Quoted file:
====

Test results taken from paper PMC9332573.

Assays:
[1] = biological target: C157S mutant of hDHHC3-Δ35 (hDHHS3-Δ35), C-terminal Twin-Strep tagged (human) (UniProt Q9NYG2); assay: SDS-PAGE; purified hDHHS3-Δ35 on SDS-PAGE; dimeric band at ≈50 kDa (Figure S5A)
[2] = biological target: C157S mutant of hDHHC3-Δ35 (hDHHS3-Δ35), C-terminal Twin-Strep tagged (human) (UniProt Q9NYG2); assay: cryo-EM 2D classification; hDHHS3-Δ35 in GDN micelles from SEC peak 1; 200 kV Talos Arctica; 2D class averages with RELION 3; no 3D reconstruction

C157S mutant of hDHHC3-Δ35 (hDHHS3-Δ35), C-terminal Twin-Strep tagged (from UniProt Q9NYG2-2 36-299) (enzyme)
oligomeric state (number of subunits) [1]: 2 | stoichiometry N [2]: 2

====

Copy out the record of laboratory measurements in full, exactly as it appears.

Test results taken from paper PMC9332573.

Assays:
[1] = biological target: C157S mutant of hDHHC3-Δ35 (hDHHS3-Δ35), C-terminal Twin-Strep tagged (human) (UniProt Q9NYG2); assay: SDS-PAGE; purified hDHHS3-Δ35 on SDS-PAGE; dimeric band at ≈50 kDa (Figure S5A)
[2] = biological target: C157S mutant of hDHHC3-Δ35 (hDHHS3-Δ35), C-terminal Twin-Strep tagged (human) (UniProt Q9NYG2); assay: cryo-EM 2D classification; hDHHS3-Δ35 in GDN micelles from SEC peak 1; 200 kV Talos Arctica; 2D class averages with RELION 3; no 3D reconstruction

C157S mutant of hDHHC3-Δ35 (hDHHS3-Δ35), C-terminal Twin-Strep tagged (from UniProt Q9NYG2-2 36-299) (enzyme)
oligomeric state (number of subunits) [1]: 2 | stoichiometry N [2]: 2